Aquaculture

Aquaculture – the commercial production of finfish, shellfish and seaweed – is currently the fastest growing form of food production on earth.

Already an approximately US$245 billion industry.  With the rapid growth of aquaculture at almost 8% per year over the past decade, aquaculture holds great promise to meet growing global demand for more sustainable forms of protein.

To feed a projected population of 9.7 billion people in 2050 the world must increase food production by as much as 70%. 

To meet this challenge, the seafood sector – and aquaculture in particular – will have a critical role to play.

Aquaculture can contribute to an environmentally and socially beneficial global food system by capitalising on the following key elements:

  • Production efficiency: Aquaculture can have a lower environmental footprint than most meat products in terms of freshwater use, C02  emissions and land usage.  For example, present day salmon farming operations have a feed conversion ratio (FCR) close to 1.0,  e. it takes approximately 1 kg of feed to produce 1 kg of weight gain.  By contrast, chicken, pork and beef have FCRs of about 2, 4 and 8, respectively.  Additionally, the commercial cultivation of aquatic plants (seaweed) and bivalve shell fish (mussels, oysters etc.) require no external feed and can in some cases have beneficial effects on marine ecosystems.
  • Land use limitations: Land-based crops face increasing uncertainties resulting from climate change including severe storm events, rising sea levels, higher temperatures, droughts and in many places decreased freshwater resources.  Aquaculture presents as a food production model that can use scarce natural resources in more efficient ways.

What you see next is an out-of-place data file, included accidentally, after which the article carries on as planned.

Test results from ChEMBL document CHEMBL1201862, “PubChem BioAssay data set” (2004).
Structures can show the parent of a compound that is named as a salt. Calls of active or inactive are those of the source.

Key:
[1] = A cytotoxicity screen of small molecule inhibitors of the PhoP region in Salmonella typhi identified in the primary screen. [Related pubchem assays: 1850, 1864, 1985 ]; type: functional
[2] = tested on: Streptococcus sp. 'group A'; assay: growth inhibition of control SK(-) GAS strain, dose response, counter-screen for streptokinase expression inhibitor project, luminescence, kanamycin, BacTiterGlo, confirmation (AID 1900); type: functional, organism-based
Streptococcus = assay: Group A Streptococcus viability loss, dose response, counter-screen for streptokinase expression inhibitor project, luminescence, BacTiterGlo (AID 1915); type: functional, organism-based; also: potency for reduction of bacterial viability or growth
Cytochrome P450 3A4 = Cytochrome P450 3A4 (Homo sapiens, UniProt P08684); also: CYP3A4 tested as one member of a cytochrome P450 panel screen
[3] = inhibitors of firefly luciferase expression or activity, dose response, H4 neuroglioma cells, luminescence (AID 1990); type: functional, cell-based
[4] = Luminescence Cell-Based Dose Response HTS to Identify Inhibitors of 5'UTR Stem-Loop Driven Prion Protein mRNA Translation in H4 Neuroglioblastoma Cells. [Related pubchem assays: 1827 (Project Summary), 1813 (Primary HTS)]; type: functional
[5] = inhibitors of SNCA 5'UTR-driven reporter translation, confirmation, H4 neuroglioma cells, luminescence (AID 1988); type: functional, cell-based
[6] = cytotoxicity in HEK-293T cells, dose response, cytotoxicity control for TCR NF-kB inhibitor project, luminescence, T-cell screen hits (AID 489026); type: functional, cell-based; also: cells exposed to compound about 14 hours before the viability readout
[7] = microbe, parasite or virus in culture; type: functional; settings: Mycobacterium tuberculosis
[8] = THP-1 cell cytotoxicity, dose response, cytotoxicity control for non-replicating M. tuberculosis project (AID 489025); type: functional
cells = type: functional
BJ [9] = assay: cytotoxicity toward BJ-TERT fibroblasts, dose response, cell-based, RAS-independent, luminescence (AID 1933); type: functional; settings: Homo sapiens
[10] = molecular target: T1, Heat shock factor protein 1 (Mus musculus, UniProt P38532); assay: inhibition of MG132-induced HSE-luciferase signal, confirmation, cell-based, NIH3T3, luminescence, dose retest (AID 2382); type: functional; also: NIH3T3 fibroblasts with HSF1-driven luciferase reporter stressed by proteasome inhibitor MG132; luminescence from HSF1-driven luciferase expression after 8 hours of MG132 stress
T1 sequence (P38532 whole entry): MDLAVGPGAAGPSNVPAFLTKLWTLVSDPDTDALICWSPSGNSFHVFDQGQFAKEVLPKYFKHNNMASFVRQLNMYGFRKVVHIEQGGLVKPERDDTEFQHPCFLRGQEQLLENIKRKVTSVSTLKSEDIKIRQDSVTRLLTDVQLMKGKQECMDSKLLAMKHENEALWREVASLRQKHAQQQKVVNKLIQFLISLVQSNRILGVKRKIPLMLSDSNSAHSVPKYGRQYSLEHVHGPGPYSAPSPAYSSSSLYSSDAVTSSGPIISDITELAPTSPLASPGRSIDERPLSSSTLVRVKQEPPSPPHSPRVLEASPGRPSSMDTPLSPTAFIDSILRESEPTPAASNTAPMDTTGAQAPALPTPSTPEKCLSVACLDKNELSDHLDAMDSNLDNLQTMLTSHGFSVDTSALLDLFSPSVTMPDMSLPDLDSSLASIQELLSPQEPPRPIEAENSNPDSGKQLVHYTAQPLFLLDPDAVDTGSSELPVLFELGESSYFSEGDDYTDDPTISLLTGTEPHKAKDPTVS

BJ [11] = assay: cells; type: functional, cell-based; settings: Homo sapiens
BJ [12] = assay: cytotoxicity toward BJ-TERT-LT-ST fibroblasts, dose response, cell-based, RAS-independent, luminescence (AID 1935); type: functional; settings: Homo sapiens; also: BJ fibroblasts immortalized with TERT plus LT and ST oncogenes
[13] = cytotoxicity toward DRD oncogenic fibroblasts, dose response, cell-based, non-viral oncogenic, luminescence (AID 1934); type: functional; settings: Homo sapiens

• Sustainable Supply: Well over a third of wild fish stocks worldwide are fished beyond sustainable limits and wild catch rates have plateaued.  Aquaculture represents an alternative method of producing seafood, that potentially avoids some of the ecological risks associated with wild-capture fisheries such as by-catch.
  • Food Security and Nutrition: Among animal protein sources, seafood is among the healthiest for human consumption.  Seafood provides a healthy alternative to chicken, beef and pork and is a necessary source of nutrition (protein), long–chain Omega 3 fatty acids and micronutrients.   These benefits are particularly important in developing countries for maternal health and early childhood development.
    Consumption of fish as a human food source has more than doubled on a per capita basis over the past 50 years and is forecast to keep rising.
  • Management of Supply Chains: The controlled nature of aquaculture production can allow for improved traceability, logistics, inventory management, product uniformity, demand response and product quality, compared to wild–caught seafood.  Innovative and improved farming systems and technologies are increasing the potential to grow seafood close to end markets while limiting adverse impacts to marine ecosystems.

The Food and Agriculture organization of the United Nations (“FAO”) has labelled Asia as a “hub” for the quantity and potential of marine aquaculture. 

As a major and growing market for fish, Asia – countries in South Asia, and South East Asia, China and Japan – is projected to account for 70% of global fish consumption by 2030.  The aforementioned regions are thus increasing their investments in aquaculture to help meet growing demands boosting intra-regional trade, both for high commercial value and low commercial value fishing products.